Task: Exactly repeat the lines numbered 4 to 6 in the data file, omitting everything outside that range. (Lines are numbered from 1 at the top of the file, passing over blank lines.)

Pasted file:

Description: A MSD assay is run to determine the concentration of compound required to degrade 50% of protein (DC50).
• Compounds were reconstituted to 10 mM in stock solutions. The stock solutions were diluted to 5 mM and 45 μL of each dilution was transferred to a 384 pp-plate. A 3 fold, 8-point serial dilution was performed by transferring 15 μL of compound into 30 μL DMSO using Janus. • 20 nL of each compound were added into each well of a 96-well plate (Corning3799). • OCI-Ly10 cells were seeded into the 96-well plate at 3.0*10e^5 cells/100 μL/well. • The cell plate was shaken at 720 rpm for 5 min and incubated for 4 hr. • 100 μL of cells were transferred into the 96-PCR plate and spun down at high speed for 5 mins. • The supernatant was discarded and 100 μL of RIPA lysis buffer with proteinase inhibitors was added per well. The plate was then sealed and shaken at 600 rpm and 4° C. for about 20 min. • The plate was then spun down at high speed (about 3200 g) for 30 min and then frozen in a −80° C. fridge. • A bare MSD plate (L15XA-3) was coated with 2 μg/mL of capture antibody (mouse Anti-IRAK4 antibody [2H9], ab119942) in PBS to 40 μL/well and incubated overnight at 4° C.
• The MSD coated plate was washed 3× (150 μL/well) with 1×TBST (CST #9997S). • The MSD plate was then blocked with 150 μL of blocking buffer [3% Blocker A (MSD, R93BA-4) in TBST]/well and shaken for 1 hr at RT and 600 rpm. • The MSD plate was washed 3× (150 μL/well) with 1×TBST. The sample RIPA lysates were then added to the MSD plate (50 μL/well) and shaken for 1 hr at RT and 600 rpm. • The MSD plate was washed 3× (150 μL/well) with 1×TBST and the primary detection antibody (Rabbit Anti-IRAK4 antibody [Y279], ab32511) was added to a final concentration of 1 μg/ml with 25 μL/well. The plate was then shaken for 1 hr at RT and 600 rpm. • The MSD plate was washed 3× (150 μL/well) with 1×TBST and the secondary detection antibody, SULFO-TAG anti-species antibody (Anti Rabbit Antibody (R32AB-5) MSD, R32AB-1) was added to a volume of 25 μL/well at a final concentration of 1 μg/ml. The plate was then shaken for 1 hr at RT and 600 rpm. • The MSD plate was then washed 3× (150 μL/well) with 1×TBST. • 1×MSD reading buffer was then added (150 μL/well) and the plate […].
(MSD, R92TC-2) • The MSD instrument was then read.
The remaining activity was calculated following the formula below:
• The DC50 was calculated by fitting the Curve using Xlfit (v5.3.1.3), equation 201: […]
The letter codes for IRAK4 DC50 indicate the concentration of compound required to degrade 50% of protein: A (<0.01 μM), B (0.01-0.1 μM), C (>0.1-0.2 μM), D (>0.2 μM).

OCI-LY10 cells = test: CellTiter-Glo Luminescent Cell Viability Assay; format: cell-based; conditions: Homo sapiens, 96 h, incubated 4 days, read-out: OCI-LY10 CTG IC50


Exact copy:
(MSD, R92TC-2) • The MSD instrument was then read.
The remaining activity was calculated following the formula below:
• The DC50 was calculated by fitting the Curve using Xlfit (v5.3.1.3), equation 201: […]